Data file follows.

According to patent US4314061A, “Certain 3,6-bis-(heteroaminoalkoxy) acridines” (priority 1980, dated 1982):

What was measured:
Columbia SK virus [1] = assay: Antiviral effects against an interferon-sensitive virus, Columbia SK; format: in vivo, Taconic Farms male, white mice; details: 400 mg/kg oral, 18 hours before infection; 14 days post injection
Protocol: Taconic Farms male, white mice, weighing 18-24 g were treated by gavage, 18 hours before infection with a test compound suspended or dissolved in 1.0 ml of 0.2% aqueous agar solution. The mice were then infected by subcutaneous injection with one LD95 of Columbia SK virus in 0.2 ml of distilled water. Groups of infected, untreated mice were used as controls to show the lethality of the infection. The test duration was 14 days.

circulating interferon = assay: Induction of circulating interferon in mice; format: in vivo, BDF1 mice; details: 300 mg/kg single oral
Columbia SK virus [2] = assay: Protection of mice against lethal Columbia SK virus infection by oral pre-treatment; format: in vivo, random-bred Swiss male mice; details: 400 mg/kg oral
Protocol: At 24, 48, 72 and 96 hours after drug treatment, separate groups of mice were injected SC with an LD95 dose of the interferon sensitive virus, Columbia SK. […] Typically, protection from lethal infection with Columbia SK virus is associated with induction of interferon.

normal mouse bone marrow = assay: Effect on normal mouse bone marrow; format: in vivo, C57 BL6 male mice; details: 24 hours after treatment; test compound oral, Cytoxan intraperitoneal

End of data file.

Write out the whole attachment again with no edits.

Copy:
According to patent US4314061A, “Certain 3,6-bis-(heteroaminoalkoxy) acridines” (priority 1980, dated 1982):

What was measured:
Columbia SK virus [1] = assay: Antiviral effects against an interferon-sensitive virus, Columbia SK; format: in vivo, Taconic Farms male, white mice; details: 400 mg/kg oral, 18 hours before infection; 14 days post injection
Protocol: Taconic Farms male, white mice, weighing 18-24 g were treated by gavage, 18 hours before infection with a test compound suspended or dissolved in 1.0 ml of 0.2% aqueous agar solution. The mice were then infected by subcutaneous injection with one LD95 of Columbia SK virus in 0.2 ml of distilled water. Groups of infected, untreated mice were used as controls to show the lethality of the infection. The test duration was 14 days.

circulating interferon = assay: Induction of circulating interferon in mice; format: in vivo, BDF1 mice; details: 300 mg/kg single oral
Columbia SK virus [2] = assay: Protection of mice against lethal Columbia SK virus infection by oral pre-treatment; format: in vivo, random-bred Swiss male mice; details: 400 mg/kg oral
Protocol: At 24, 48, 72 and 96 hours after drug treatment, separate groups of mice were injected SC with an LD95 dose of the interferon sensitive virus, Columbia SK. […] Typically, protection from lethal infection with Columbia SK virus is associated with induction of interferon.

normal mouse bone marrow = assay: Effect on normal mouse bone marrow; format: in vivo, C57 BL6 male mice; details: 24 hours after treatment; test compound oral, Cytoxan intraperitoneal